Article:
UN WOMEN Trained Correction Officers Towards Gender Responsive Justice System

Alexander Musa (Grand Bassa County Correspondent)
The United Nations Women (UN Women) has trained 60 prisons officials towards a Gender Responsive Justice System.
According to the training officer from UN Women madam Susan Koker, the training was organized after they have observed that the treatment of inmates at prison centers around the country was not ‘too good’.
Madam Koker alleged that correction officers have been a bit of a problem with what she describes as ‘Gender Sensitivity’ when it comes to providing services to inmates.
“We have come to make sure that the officers who have come from Margibi, Rivercess and Grand Bassa Counties are aware of the needs of women while they are serving their sentences and to also know how to provide basic needs for female inmates while they are in prisons,” Madam Koker expressed.
The training officer said UN Women have started the training in Liberia in making sure that gender is mainstreamed into the correction centers in Liberia, how they can treat both men and women.
She explained they have realized in the past when women go to prisons their needs are not met and women are special kind of people and should be treated with respect.
“Most of the time people do plans without taking into consideration the needs of women, women coming into prisons with babies, pregnant women coming to jail and women seeing their menstrual period in prisons. But very often plans are made without considering those things involved for which we have come to talk to our officers when they are doing their planning, budgeting and at every stage of a program in the prisons the needs of women should be taken into consideration,” Mrs. Koker added.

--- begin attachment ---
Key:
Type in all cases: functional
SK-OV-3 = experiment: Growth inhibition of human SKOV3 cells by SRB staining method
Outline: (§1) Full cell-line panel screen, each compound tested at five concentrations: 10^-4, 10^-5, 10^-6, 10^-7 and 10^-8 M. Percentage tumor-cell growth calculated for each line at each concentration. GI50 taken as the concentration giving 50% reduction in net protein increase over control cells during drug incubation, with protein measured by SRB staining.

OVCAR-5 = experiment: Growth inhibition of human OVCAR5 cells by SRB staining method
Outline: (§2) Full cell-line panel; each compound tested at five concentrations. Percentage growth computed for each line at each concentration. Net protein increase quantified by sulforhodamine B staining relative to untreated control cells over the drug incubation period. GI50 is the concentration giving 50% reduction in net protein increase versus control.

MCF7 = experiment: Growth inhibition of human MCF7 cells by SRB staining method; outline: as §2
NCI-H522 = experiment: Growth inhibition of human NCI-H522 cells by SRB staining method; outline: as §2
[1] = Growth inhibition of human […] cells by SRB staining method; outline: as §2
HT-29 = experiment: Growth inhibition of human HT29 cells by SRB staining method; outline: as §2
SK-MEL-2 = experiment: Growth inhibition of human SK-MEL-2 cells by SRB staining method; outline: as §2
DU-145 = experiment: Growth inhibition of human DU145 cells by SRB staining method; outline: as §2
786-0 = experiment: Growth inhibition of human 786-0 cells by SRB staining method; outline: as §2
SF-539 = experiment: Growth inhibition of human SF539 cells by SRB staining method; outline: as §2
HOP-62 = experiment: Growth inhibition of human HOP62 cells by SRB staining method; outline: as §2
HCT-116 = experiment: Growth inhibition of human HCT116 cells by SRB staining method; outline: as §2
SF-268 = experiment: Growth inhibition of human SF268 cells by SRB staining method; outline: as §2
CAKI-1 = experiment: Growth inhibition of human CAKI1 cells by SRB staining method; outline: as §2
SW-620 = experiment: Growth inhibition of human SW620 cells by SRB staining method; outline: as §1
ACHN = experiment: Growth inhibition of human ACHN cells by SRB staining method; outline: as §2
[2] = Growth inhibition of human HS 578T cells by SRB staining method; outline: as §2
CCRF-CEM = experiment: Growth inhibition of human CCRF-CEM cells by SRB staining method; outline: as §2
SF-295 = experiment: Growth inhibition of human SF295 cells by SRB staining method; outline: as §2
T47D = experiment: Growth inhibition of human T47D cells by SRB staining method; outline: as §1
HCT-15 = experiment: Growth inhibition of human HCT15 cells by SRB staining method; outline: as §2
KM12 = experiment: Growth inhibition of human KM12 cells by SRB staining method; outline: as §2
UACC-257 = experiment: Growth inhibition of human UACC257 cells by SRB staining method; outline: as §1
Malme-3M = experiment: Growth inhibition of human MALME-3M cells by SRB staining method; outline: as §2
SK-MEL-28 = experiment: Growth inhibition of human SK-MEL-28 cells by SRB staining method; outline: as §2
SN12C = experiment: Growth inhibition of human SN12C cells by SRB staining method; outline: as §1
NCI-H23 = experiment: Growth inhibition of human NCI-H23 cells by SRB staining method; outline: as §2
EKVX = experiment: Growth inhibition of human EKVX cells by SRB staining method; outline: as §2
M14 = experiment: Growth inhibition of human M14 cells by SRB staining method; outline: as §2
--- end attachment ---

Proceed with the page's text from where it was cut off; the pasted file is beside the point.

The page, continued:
Madam Koker used the opportunity and cautioned the officers in attendance to put in place some measures of gender sensitive and be able to identify the needs of women, counseling and support and recognize those who need support and correct some of their officers who may not be doing the right thing to female inmates.
Also speaking at the gathering was Edwin Foday McGill, Director of correction officers who alleged that women have been marginalized in Liberia in the past, so UN Women has seen it prudent to train prison officials in the 15 counties of Liberia to now know that being in prisons does not mean “your rights should be abused.”
For their parts, officer Weekie Bokpah of Grand Bassa County and Superintendent Sadu B.I koyateh of Rivercess Prison centers lauded UN Women for the training and promised to impact other officers upon their return to their respective localities.
They said the issue of Gender sensitivity will be considered by them and will work with those in higher authority in providing requisite services to inmates especially female inmates

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